More Matter with Less Art? Literature & the Other Arts in Early Modern England [SAMLA 87] [ABSTRACTS DUE JUNE 15]

updated: 
Monday, June 1, 2015 - 12:51pm
full name / name of organization: 
South Atlantic Modern Language Association
contact email: 

How did poetry, theater, music, visual art, dance, architecture, and other forms of art coexist in the English-speaking world during the Early Modern period? This panel invites papers concerning the intersections of literature and the other arts during the 16th and early 17th centuries.

Suggested topics include but are not limited to: the influence of religion on artistic production, the use of music in the public theater and beyond, representations of courtly masques, the musicality of verse, representations of architecture in literature, etc.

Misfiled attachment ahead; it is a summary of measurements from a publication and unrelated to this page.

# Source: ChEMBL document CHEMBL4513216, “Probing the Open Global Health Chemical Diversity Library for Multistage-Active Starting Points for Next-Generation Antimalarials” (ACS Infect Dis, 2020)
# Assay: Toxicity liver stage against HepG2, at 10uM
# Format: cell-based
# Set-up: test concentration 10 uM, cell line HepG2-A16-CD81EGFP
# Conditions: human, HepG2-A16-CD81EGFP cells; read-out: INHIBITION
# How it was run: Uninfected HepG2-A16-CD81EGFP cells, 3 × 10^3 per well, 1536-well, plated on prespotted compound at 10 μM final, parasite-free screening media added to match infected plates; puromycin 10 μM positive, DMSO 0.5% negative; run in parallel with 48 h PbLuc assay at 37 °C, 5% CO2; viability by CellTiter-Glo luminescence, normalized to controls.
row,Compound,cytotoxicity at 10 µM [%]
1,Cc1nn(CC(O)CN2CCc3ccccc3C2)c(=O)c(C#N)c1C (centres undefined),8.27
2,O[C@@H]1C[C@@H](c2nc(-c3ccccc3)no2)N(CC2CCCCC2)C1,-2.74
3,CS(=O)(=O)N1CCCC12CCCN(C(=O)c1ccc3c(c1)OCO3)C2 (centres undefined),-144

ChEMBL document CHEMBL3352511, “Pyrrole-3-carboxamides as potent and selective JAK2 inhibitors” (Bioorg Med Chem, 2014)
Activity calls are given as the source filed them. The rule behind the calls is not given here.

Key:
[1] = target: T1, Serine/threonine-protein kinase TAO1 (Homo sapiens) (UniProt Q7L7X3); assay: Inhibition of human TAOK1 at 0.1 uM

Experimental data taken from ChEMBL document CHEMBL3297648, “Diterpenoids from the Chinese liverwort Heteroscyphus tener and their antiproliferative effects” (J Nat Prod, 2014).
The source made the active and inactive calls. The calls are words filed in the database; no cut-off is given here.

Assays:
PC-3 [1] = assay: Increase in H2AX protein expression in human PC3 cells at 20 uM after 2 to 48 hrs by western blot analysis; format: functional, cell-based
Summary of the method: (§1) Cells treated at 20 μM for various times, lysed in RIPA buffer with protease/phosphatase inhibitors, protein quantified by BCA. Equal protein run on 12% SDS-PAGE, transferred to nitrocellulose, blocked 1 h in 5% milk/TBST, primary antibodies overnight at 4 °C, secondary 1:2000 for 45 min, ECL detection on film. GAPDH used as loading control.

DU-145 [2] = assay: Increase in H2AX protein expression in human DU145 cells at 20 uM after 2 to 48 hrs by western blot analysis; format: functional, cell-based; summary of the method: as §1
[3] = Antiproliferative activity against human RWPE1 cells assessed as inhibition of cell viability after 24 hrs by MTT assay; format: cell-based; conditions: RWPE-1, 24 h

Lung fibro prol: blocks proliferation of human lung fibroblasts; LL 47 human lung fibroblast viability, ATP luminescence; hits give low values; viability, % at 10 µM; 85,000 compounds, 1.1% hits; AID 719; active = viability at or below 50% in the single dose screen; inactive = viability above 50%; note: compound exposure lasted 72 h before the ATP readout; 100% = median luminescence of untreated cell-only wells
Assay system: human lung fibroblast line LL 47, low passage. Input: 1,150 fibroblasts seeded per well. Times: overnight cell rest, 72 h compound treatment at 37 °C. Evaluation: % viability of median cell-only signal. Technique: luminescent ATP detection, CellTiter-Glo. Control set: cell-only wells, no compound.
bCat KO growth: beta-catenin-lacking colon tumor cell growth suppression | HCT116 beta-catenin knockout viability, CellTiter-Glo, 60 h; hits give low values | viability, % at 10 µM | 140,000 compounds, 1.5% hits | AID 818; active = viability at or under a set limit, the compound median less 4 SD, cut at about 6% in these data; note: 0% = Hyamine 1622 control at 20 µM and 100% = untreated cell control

SAMLA 87 will be held from November 13-15, 2015, in Durham, NC.

SAMLA Special Session: Transforming Text and Images in Ovid's Metamorphoses

updated: 
Monday, June 1, 2015 - 10:03am
full name / name of organization: 
South Atlantic Modern Language Association
contact email: 

This panel will discuss representations of vignettes from Ovid's Metamorphoses, focusing on illustrated editions, graphic literary representations, and other visuals. Ovid's epic naturally lent itself to visual representation, both affected by prior artwork and affecting subsequent art depicting Roman mythology. An ethically problematic poem, the Metamorphoses was received with anxiety, particularly for the dangerous lessons it could impart to vulnerable audiences, which resulted in adaptations that transformed image and text to guide readers' interpretations.

Victorian Culture and the Origin of Disciplines

updated: 
Monday, June 1, 2015 - 7:08am